Reader legaleagle_45 recommened I read The Federalist No. 46 by James Madison. Thanks for recommending it.
I’m not sure exactly what he expected me to derive from it – but I decided to write whatever thoughts and questions came into my head
The issue of Federal powers vs States rights is an incredibly complex issue with a long history of differing views, challenges and case law spearheaded by the issues of slavery and civil rights all the way up to guns and marijuana. I’m not attempting to give a history lesson or pretend I know enough to write intelligently about it. All I’m doing is quoting some passages that struck me and then giving my reaction.
I understand that Madison, in The Federalist No. 46 emphasizes the importance of the individual states, not only their wills, but also militias against a potential insane Federal Govt. A Federal Govt, if it became a threat to the States in some way.
“They must be told that the ultimate authority, wherever the derivative may be found, resides in the people alone”
Now more than ever, worldwide, people have more power than ever before in history. The Internet with it’s real time distribution of information has contributed greatly to this. Look at what social media, twitter, youtube etc have done worldwide, not only for business but causes, movements and injustices. Look at the “Arab Spring” for example. Yes we have a US Presidential campaign dominated by millions of dollars on both sides and goverment policy often influenced by special interests but ultimately YOU the voter still have the power to DECIDE what’s truth, what’s right. Like I said, my first thoughts. I believe he was referring to Militia might. If that’s the case then this point becomes moot as I read further.
“The first and most natural attachment of the people will be to the governments of their respective States. Federal council was at no time the idol of popular favor; and that opposition to proposed enlargements of its powers and importance was the side usually taken by the men who wished to build their political consequence on the prepossessions of their fellow-citizens.”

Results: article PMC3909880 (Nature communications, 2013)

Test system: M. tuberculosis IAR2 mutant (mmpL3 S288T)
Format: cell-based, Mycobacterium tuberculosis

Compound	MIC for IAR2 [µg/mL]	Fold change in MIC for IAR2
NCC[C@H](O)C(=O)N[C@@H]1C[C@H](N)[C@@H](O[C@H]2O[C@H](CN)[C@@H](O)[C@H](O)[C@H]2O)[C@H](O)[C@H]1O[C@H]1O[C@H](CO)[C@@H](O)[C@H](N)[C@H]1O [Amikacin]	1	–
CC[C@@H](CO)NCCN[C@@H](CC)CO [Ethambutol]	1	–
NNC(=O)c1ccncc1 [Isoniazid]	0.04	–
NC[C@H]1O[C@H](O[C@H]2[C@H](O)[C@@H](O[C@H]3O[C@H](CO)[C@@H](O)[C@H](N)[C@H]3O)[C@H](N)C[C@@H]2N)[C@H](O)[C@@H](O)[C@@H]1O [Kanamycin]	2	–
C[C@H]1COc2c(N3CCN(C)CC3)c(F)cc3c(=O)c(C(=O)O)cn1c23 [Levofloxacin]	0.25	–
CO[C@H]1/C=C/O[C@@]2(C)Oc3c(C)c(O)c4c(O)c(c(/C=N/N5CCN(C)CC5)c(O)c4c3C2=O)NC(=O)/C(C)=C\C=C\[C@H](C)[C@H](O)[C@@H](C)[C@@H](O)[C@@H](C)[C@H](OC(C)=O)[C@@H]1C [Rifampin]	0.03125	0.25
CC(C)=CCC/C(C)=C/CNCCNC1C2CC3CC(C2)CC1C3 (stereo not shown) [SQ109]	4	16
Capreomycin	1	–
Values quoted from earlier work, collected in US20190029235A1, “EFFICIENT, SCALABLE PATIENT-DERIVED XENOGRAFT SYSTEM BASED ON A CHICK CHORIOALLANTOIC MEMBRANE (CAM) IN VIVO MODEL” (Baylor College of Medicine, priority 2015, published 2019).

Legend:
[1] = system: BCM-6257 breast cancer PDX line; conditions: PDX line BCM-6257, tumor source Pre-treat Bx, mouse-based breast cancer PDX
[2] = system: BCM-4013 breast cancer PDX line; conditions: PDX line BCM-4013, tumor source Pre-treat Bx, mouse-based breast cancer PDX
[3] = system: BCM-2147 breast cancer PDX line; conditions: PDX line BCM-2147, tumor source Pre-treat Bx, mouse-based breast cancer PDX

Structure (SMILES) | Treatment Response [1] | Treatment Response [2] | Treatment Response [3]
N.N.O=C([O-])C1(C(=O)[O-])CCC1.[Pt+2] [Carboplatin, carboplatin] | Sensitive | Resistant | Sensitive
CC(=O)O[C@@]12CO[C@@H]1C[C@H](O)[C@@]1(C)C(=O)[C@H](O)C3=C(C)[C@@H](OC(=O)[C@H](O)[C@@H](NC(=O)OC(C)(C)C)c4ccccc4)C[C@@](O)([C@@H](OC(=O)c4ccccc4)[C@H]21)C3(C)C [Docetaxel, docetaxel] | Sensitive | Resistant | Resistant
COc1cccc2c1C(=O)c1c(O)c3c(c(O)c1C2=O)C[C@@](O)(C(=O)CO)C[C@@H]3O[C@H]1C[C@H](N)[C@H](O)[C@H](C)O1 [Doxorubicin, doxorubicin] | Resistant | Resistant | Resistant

Apparently Madison held cynicism and suspicion towards Politicians - just like we do today. Currently Congress has the lowest approval rating in 38 years. Only 1 in 10 Americans currently approves the job Congress is doing - 2012 Gallup poll.
“Every one knows that a great proportion of the errors committed by the State legislatures proceeds from the disposition of the members to sacrifice the comprehensive and permanent interest of the State, to the particular and separate views of the counties or districts in which they reside. And if they do not sufficiently enlarge their policy to embrace the collective welfare of their particular State, how can it be imagined that they will make the aggregate prosperity of the Union, and the dignity and respectability of its government, the objects of their affections and consultations?”
This is an interesting statement and a bit perplexing. Couldn’t this same question be asked of Congess? That unless they “enlarge their policy and collective welfare of their particular states and congressional districts” that they wont be able to make the collective United States prosper? Couldn’t this also be asked of individuals?